Trends. Trends. Trends. In 2020, the world is obsessed with what’s currently trending, and even more concerned with what will be trending in the foreseeable future. One question I’ve been asking myself has been: Who is driving these workplace trends? I’ve been following workplace-related topics for some time now and I’d like to share my aggregated thoughts on who I’ve found to be the driving force behind the latest and upcoming trends – and a couple resounding factors that are causing businesses to adapt their operations.
Let’s face the fact that between millennials and Gen Z, the workforce is becoming increasingly younger (a trend in itself). Millennials are expected to make up half of the US workforce this year alone, and 75 percent of the global workforce in the next five years. Baby boomers are on their way out, and this new wave of younger generations is bringing with them all kinds of expectations, and dare I say, demands. Speaking as a millennial, we lived our preteen years with kid-friendly technology basically consisting of dial-up internet, AOL Instant Messenger, and Saturday morning cartoons on TV. Growing into young adults we experienced the boom of social media. Those two points are to say that we recognize, and ultimately want, a balance of technology and human interaction – heck, even a mixture of both, like Skype meetings will do.
Next, we have Gen Z. A generation that only knows life with more advanced consumer technology. Their preteen years consisted of the first iPhone release. That statement alone lets you know what this generation is about. Technology. And it is almost synonymous with air for these individuals. This necessity in lifestyle has spilled over into the workplace in various forms.
These two generations answer the “who” of my original question: Who is driving these workplace trends? Sure, it might have been obvious already, but it’s fun to informally break down a couple of the latent drivers behind businesses reshaping their day-to-day operation structure and overall workplace offerings.
So what workplace trends are these generations driving? Technology will undoubtedly be an umbrella theme encompassing almost all workplace trends, but I’ve found that two things, in particular, will continue to shape future trends.
No, I’m not referring to being able to contort your body to achieve ultimate yogi status. This type of flexibility is about when and where work is done. Tying technology back into the equation, we now live in a world where all kinds of work can be done from anywhere. And younger generations understand how to both utilize and leverage tech to increase productivity outside the office while keeping team communication at a peak. Workers can now stay connected to a company without being physically connected.
A study carried out by Upwork and Freelancers Union found that 35% of the US workforce in 2019 freelanced. That number is expected to increase by 15% this year, with 50% of the millennial and Gen Z generations comprising that number. To gain long-term tenancy, employers are shifting what it means to be a full-time employee, and what these positions look like from a financial and workload standpoint. The use of scheduling, time-keeping, project management, and business communication & collaboration software is on an upward tick as employers explore tools to help them attract, retain, communicate, and ultimately work best with these incoming, technology-enveloped generations.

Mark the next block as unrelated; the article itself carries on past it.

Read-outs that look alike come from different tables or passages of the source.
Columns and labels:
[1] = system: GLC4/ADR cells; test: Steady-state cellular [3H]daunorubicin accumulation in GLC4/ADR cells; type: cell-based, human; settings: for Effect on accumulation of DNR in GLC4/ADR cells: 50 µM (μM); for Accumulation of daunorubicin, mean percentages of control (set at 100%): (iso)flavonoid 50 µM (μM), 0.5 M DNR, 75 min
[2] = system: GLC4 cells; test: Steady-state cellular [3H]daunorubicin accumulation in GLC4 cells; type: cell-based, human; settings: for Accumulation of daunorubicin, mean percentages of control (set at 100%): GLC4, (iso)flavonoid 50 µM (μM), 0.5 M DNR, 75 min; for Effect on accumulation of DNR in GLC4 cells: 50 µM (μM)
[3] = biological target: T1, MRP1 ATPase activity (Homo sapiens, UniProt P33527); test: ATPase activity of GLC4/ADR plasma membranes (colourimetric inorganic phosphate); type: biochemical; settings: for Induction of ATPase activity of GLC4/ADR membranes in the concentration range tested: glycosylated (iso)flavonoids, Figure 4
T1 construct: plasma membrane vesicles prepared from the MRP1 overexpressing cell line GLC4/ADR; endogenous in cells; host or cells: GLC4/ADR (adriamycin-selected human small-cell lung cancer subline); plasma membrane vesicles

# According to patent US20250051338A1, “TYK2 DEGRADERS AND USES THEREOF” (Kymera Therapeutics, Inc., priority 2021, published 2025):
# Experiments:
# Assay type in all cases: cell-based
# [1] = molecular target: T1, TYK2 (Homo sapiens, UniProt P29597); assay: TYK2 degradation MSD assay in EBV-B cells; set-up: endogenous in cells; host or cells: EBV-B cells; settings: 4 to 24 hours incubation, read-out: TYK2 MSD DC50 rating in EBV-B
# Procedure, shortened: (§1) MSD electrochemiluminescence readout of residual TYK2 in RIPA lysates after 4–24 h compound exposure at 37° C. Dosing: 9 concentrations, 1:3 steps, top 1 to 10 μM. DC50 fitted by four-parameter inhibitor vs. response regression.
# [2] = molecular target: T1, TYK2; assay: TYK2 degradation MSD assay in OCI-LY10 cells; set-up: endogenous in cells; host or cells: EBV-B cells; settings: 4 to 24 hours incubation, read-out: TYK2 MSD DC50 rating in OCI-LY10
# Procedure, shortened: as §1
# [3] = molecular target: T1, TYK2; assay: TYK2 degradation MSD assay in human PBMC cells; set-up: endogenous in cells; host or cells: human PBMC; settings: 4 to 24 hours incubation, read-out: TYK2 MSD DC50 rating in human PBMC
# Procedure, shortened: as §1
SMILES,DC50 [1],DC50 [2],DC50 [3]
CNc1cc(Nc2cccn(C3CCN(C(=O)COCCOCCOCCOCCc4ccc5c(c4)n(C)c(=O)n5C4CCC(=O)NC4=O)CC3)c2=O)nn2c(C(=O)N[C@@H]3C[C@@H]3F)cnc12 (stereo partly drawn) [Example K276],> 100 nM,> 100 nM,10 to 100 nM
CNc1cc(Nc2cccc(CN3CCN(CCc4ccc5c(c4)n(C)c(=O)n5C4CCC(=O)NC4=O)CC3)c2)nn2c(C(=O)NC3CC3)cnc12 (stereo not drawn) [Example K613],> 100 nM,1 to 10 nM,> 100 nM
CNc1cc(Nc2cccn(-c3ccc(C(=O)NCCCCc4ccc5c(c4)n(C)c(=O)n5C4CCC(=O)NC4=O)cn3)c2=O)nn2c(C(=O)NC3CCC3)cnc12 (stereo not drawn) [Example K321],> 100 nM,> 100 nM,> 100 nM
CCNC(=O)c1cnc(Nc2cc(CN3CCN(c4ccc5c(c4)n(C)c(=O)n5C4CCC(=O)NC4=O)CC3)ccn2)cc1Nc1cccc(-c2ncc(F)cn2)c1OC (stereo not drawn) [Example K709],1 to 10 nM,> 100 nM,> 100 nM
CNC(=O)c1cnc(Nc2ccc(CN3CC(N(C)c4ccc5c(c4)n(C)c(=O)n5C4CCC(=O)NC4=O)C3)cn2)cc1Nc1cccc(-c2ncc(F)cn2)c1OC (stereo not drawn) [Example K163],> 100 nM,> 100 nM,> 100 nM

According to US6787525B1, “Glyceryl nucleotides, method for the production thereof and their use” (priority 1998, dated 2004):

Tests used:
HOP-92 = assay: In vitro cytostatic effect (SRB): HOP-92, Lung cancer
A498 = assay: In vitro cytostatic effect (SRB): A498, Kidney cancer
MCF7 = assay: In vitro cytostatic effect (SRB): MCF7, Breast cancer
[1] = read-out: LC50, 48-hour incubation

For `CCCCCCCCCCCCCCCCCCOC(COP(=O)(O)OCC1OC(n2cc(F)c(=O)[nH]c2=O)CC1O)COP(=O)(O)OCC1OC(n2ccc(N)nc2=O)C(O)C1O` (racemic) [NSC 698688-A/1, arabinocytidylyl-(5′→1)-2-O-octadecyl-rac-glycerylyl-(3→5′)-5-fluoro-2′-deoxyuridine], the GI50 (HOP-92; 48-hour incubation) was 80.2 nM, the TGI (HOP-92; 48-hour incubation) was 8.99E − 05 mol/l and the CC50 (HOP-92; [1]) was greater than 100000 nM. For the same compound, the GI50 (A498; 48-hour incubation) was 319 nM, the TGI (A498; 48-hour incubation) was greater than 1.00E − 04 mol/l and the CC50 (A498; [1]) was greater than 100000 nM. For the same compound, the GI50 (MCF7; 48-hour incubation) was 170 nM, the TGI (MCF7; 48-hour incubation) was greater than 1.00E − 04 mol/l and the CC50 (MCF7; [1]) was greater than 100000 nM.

Working With A Purpose
If you’ve ever read or heard anything from Simon Sinek, you’ve probably come across him saying that younger generations (particularly millennials) want to feel that the work they are doing has meaning behind it. They want to know “why” they’re doing the work they are doing. This means that younger generations want to work for companies whose ultimate purpose aligns with their personal values. Younger generations want to feel fulfilled by the work they are doing, whether that’s in or out of the office. In a world where automation can do so many of the mundane tasks that humans need not do, the upcoming workforce is looking for a deeper reason for being. Gone are the days where completing the job at hand is the purpose of the job. In a study by Deloitte, it was found that 87% of millennials believe that the success of a business should be measured in terms of more than just its financial performance. Younger generations are judging companies more and more by what a business does and how it treats people. And this is expressed in a company’s culture.
We are seeing employers showcase their company culture now more than ever. And they are paying big bucks for consultants to come in and help them redefine what it means to work at and for their companies. Recruiting firms are now leading with the, “Why You Want To Work Here” approach, and citing an in-depth company culture description, rather than opening with 401k plans and insurance benefits.
Flexibility and working with a purpose are just two workplace trends I feel the upcoming generations in the workforce will continue to push forward. As technology remains a staple that allows workers to perform from anywhere in the world and still be fully connected, the human touch of feeling like the work being done matters to a higher degree becomes increasingly important.
What are some of the workplace trends you think are on the rise and here to stay? What are some other topics you’d like covered in 2020?
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